Unraveling the Australia-Pakistan rivalry: A journey back to 1979

Two-Test series have become commonplace, much to the dismay of traditionalists who say they are short and inconsequential. On the eve of another visit to Australia by Pakistan, looking back at a series between these teams 45 years ago that will always be remembered may be interesting. Though only consisting of two Tests, completed in a 19-day span, it went down in history as one of the most consequential, controversial, and possibly infamous.

In the late March of 1979, after a long six-match Ashes series, a series between Australia and Pakistan took place. Wholly aware of the World Series Cricket’s establishment as the main event with the best players competing, Pakistan still started as firm favorites, being allowed to play all of its ‘Packer players’ against a weakened Australian team.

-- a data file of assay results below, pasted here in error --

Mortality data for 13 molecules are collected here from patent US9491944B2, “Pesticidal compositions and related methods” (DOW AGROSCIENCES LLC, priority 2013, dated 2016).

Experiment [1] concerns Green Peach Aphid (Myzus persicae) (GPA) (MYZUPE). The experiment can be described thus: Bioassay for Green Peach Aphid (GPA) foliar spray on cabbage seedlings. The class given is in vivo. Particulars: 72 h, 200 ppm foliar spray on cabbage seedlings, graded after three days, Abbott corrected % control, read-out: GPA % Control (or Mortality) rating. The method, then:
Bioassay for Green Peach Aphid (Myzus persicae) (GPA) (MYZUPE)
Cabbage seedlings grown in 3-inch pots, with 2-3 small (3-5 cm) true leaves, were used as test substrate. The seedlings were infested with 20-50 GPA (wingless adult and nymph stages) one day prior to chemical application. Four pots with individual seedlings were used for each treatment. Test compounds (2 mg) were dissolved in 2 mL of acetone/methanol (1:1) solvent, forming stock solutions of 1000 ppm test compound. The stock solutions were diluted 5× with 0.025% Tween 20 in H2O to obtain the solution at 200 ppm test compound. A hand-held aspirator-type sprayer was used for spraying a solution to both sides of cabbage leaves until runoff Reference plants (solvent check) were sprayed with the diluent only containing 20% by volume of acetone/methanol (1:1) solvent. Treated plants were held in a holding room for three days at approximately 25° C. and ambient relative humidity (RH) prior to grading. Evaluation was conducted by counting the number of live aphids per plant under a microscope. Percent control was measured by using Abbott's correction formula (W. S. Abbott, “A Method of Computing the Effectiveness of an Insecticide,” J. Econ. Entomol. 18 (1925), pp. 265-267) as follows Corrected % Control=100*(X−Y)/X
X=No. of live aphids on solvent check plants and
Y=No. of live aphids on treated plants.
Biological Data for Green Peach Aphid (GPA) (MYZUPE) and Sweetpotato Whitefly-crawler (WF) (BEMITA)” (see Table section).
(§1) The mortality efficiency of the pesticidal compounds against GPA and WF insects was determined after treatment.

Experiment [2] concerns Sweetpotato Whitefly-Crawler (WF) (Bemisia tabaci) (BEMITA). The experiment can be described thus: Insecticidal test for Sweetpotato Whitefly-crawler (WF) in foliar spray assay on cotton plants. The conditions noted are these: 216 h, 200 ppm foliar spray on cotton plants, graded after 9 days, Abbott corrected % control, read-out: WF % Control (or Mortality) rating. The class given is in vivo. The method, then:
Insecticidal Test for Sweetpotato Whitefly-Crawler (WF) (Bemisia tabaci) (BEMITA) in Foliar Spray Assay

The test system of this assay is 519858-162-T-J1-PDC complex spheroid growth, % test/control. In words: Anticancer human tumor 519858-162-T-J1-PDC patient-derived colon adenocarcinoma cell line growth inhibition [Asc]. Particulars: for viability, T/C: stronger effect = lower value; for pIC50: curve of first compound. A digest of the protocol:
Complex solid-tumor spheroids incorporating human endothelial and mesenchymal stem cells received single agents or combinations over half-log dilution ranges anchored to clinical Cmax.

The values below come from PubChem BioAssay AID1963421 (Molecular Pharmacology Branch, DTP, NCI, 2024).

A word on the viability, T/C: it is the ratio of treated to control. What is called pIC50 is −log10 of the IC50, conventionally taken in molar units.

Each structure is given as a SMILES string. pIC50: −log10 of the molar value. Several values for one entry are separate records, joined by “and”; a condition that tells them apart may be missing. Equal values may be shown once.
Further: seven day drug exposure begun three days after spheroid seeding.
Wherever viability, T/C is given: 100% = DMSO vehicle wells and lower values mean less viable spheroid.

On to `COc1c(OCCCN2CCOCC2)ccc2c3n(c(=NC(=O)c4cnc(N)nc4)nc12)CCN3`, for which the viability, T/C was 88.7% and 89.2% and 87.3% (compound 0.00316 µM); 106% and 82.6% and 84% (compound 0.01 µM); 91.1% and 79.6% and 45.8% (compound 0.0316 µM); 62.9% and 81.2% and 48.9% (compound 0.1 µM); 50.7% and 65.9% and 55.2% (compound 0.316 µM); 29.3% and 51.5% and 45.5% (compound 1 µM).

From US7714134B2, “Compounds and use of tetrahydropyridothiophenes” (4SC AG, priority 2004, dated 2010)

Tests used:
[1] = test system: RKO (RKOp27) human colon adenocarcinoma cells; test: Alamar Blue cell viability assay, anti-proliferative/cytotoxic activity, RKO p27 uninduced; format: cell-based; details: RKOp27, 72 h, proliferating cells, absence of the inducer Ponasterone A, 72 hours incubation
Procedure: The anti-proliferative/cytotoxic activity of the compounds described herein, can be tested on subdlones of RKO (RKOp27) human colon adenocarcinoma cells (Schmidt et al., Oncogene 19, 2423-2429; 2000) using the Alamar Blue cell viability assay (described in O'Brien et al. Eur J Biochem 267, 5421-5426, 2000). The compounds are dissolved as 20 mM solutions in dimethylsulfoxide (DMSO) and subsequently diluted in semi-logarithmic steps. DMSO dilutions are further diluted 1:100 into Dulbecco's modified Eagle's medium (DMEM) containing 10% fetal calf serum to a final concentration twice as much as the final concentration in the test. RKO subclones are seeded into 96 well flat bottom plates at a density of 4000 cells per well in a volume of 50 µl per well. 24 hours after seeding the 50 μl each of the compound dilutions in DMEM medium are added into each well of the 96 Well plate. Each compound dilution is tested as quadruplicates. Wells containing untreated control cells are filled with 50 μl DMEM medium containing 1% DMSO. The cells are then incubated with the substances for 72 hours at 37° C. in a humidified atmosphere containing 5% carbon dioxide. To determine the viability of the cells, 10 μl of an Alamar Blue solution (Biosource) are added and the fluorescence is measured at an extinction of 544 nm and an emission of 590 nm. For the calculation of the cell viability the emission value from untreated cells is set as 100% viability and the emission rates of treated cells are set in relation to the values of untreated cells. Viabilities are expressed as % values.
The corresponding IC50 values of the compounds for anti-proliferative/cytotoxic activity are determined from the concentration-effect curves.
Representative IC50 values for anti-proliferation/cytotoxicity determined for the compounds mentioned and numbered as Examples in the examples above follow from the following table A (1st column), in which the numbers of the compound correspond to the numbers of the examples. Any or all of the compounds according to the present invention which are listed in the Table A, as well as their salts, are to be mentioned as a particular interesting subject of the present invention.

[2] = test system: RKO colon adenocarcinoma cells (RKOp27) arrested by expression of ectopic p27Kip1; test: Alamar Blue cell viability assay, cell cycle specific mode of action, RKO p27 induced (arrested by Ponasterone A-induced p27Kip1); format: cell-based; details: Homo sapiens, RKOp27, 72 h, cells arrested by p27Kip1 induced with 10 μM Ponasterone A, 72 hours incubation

The first Test, with Australia needing 382 to win, saw Sarfraz Nawaz taking 7 wickets for 1 run, leading Pakistan to a famous win by 71 runs. Little did anyone know then, but this was the first real demonstration of reverse swing bowling – a game-changer for cricket.

The Australian captain, Graeme Yallop’s injury before the second Test had long-term consequences for the team. Australia, needing 236 to win the game, faced tough competition and drama, with unique incidents like Andrew Hilditch being given out for handling the ball at the non-striker’s end after picking it up to return it to the bowler Sarfraz.

In the end, the series ended as a draw. However, the significance of the series was felt in both the immediate and the long term. It played a part in the compromise between the Australian Cricket Board and World Series Cricket, leading to changes in the team for the next summer. On the other hand, it marked the beginning of a transition for the Pakistani team.

The series has introduced the cricketing world to many phenomena, and the conversation continues to this day, just as five decades ago, underlining the significance and impact made by a two-Test series that concluded in a draw.